Direct comparison of the health loss observed for New Zealand major trauma patients with other studies is challenging as prior studies have focused predominantly on road trauma,[[20,21]] or have focused on hospitalised injury rather than major trauma.[[14]] Prior authors reported an average of 9.7 DALYs and $486,425 AUD per case which was higher than the 3.4 DALYs and $154,366 NZD per patient observed in our study. However, important differences are noted. The study by Gabbe and colleagues included road trauma only which tend to be younger and more severely injured patients, and the prior study also included pre-hospital deaths.[[21]] Notwithstanding, the pattern observed in our study of decreasing mortality and a reduction in DALYs per patient over time was similar to previous studies focused on road trauma in Victoria, Australia.[[20,21]]

There were a number of strengths to this study. The New Zealand Trauma Registry provides whole of population coverage of hospitalised major trauma in the New Zealand and high-quality data with little missingness. The study used disability weights derived from a comparable population of trauma patients, precluding the need to use panel-based weights, which are known to under-represent the disability experienced by injury patients.[[12,22]]

Importantly, the underlying assumption was made that the disability weights derived from the Victorian population would reflect disability experienced by New Zealand major trauma patients and this assumption could not be confirmed. Ethnicity has been shown to influence EQ-5D reporting in New Zealand,[[23]] and presenting results for Māori vs non-Māori on the basis of the available weights may not be appropriate. Therefore, ethnicity-based analysis was excluded. In future, disability weight sets based on health-related quality of life of New Zealand major trauma cases will result in improved population burden measures. As the study was observational, we cannot attribute the declining burden per patient directly to the maturation of the trauma system, and the data simply represent the positive change occurring within the major trauma population. Our study did not address the full YLLs of injury in New Zealand as pre-hospital deaths were not included in this study due to data availability issues. These should be included in future burden of injury research to ensure a more comprehensive estimate of major trauma burden.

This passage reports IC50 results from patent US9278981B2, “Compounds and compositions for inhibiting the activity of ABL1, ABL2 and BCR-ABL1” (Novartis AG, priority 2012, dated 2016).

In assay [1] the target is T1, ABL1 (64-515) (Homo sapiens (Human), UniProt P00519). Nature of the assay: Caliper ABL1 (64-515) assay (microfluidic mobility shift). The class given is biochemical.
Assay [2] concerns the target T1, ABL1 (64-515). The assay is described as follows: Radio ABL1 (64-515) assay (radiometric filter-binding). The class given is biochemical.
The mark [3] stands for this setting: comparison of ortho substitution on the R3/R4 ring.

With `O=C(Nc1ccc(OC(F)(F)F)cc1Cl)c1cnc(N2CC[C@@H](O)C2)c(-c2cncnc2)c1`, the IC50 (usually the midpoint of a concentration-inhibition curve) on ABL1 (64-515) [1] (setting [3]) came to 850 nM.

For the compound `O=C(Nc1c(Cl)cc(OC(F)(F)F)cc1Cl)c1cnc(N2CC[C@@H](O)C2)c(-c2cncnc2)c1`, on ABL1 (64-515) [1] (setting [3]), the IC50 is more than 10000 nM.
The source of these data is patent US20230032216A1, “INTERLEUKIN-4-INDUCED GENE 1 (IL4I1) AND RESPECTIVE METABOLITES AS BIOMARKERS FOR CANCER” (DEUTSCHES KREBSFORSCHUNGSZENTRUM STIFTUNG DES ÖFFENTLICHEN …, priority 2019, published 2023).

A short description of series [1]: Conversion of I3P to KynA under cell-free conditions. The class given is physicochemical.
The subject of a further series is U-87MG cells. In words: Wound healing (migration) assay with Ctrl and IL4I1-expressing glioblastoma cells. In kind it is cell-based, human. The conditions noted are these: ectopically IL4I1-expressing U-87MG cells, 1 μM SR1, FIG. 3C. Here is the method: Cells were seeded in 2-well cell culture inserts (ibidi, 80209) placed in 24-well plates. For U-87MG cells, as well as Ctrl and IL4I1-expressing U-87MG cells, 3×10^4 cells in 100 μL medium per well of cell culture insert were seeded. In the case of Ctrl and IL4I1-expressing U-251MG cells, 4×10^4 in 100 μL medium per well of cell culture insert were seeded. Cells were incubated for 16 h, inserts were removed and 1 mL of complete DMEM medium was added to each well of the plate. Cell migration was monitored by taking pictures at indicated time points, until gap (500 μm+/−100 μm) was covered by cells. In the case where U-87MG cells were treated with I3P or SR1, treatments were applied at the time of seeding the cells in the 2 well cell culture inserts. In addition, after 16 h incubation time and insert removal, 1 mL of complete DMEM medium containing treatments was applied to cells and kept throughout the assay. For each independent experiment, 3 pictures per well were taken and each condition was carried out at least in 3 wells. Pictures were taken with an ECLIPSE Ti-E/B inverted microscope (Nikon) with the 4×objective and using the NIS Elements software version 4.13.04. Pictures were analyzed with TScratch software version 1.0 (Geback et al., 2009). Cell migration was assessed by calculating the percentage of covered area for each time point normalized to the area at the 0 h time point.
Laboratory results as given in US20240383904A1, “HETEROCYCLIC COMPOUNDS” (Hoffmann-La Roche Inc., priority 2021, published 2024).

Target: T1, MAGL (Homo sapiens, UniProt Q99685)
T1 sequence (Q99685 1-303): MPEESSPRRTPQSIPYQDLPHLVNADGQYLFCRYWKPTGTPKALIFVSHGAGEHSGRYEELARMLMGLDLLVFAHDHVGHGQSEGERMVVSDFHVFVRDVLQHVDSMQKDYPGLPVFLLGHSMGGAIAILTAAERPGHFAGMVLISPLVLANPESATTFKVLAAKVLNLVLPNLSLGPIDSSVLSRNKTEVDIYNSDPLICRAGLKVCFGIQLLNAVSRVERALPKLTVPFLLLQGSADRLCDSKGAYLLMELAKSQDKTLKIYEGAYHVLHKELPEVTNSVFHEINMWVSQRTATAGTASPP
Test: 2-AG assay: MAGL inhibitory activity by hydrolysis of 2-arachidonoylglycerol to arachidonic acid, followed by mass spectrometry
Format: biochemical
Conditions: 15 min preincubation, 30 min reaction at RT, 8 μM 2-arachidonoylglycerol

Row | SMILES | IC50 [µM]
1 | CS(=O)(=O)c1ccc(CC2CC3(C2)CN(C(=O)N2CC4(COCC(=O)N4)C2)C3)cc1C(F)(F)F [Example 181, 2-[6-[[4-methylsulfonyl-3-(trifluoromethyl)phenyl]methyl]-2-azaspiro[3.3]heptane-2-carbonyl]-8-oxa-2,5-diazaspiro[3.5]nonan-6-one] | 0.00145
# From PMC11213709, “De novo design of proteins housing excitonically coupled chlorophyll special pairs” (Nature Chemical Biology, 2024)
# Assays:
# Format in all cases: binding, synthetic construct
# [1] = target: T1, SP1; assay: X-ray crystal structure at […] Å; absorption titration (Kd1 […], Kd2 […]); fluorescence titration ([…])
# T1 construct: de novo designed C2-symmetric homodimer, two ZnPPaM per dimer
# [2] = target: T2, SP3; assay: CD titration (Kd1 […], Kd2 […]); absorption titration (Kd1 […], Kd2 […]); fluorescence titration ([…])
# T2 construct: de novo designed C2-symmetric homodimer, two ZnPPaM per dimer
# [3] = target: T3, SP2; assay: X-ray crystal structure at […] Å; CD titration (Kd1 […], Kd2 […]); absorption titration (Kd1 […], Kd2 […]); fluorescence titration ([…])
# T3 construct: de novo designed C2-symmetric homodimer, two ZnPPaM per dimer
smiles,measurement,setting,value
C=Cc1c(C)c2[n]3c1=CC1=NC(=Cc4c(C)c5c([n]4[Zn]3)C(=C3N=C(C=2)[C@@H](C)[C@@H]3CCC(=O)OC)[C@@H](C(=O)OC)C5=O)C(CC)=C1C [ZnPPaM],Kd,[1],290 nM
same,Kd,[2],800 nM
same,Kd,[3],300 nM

Overall, the burden of hospitalised major trauma is rising due to the increasing number of major trauma patients in the population, while the burden per patient is declining. This is likely to be due to continuing improvement in the care of seriously injured patients in New Zealand and some changes in case-mix of major trauma. Notably, over the three years of this study, 22,718 DALYs were lost at an estimated health loss cost of $1.02 billion. As injury is a preventable condition, these numbers highlight the ongoing need for investment in primary prevention in New Zealand to reduce these avoidable costs. Additionally, investment in improved trauma care through trauma education and training programs, adequate resourcing and increased capacity in tertiary trauma centres, and optimisation of the National Trauma Network is needed to further enhance survival and reduce preventable morbidity.

Summary

Abstract

Aim

The aims of this study were to quantify the burden, and the cost of health loss, following hospitalisation for major trauma in New Zealand.

Method

Hospitalised major trauma patients injured between July 2017 and June 2020 were extracted from the New Zealand Trauma Registry. Case-mix of major trauma in each year was summarised using descriptive statistics. Disability-adjusted life years (DALYs) were calculated for the cohort. A cost per DALY was applied to estimate the cost of health loss.